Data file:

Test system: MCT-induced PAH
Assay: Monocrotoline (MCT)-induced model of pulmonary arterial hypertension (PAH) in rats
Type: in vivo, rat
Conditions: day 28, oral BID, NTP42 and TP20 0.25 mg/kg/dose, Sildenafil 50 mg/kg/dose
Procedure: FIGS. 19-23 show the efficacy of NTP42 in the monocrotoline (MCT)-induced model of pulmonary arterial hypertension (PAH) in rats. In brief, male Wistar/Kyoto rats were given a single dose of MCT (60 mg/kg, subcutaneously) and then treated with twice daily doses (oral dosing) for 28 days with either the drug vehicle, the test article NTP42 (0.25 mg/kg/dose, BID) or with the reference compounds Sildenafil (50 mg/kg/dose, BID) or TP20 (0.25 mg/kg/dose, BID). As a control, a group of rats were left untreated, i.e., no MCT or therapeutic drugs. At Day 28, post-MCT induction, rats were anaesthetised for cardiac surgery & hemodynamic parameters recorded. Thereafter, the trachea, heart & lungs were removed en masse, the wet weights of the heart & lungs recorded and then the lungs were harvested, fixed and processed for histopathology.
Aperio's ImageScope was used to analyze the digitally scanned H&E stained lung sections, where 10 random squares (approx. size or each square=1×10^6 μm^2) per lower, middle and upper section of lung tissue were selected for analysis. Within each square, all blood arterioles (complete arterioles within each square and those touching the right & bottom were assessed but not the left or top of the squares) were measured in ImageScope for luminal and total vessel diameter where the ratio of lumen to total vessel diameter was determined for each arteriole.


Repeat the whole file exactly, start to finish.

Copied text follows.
Test system: MCT-induced PAH
Assay: Monocrotoline (MCT)-induced model of pulmonary arterial hypertension (PAH) in rats
Type: in vivo, rat
Conditions: day 28, oral BID, NTP42 and TP20 0.25 mg/kg/dose, Sildenafil 50 mg/kg/dose
Procedure: FIGS. 19-23 show the efficacy of NTP42 in the monocrotoline (MCT)-induced model of pulmonary arterial hypertension (PAH) in rats. In brief, male Wistar/Kyoto rats were given a single dose of MCT (60 mg/kg, subcutaneously) and then treated with twice daily doses (oral dosing) for 28 days with either the drug vehicle, the test article NTP42 (0.25 mg/kg/dose, BID) or with the reference compounds Sildenafil (50 mg/kg/dose, BID) or TP20 (0.25 mg/kg/dose, BID). As a control, a group of rats were left untreated, i.e., no MCT or therapeutic drugs. At Day 28, post-MCT induction, rats were anaesthetised for cardiac surgery & hemodynamic parameters recorded. Thereafter, the trachea, heart & lungs were removed en masse, the wet weights of the heart & lungs recorded and then the lungs were harvested, fixed and processed for histopathology.
Aperio's ImageScope was used to analyze the digitally scanned H&E stained lung sections, where 10 random squares (approx. size or each square=1×10^6 μm^2) per lower, middle and upper section of lung tissue were selected for analysis. Within each square, all blood arterioles (complete arterioles within each square and those touching the right & bottom were assessed but not the left or top of the squares) were measured in ImageScope for luminal and total vessel diameter where the ratio of lumen to total vessel diameter was determined for each arteriole.